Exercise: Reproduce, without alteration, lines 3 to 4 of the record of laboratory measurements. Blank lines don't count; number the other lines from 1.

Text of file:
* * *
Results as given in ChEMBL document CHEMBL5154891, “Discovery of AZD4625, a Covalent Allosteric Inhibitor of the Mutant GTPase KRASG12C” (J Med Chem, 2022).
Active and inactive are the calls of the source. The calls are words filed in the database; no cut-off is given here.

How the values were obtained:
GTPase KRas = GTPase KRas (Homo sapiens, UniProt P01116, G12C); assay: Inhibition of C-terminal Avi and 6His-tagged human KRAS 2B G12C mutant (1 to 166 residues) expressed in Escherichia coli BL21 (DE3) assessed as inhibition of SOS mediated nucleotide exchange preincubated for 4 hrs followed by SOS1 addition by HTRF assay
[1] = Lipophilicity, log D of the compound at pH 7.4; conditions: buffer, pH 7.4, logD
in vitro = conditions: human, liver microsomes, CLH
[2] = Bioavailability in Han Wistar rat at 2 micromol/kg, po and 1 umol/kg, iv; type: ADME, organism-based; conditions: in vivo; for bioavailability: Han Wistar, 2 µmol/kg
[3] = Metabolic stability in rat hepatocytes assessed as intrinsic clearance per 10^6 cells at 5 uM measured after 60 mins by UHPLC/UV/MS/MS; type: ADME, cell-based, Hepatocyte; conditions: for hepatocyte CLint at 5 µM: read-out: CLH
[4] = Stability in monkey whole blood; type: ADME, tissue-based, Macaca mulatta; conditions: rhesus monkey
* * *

How the values were obtained:
GTPase KRas = GTPase KRas (Homo sapiens, UniProt P01116, G12C); assay: Inhibition of C-terminal Avi and 6His-tagged human KRAS 2B G12C mutant (1 to 166 residues) expressed in Escherichia coli BL21 (DE3) assessed as inhibition of SOS mediated nucleotide exchange preincubated for 4 hrs followed by SOS1 addition by HTRF assay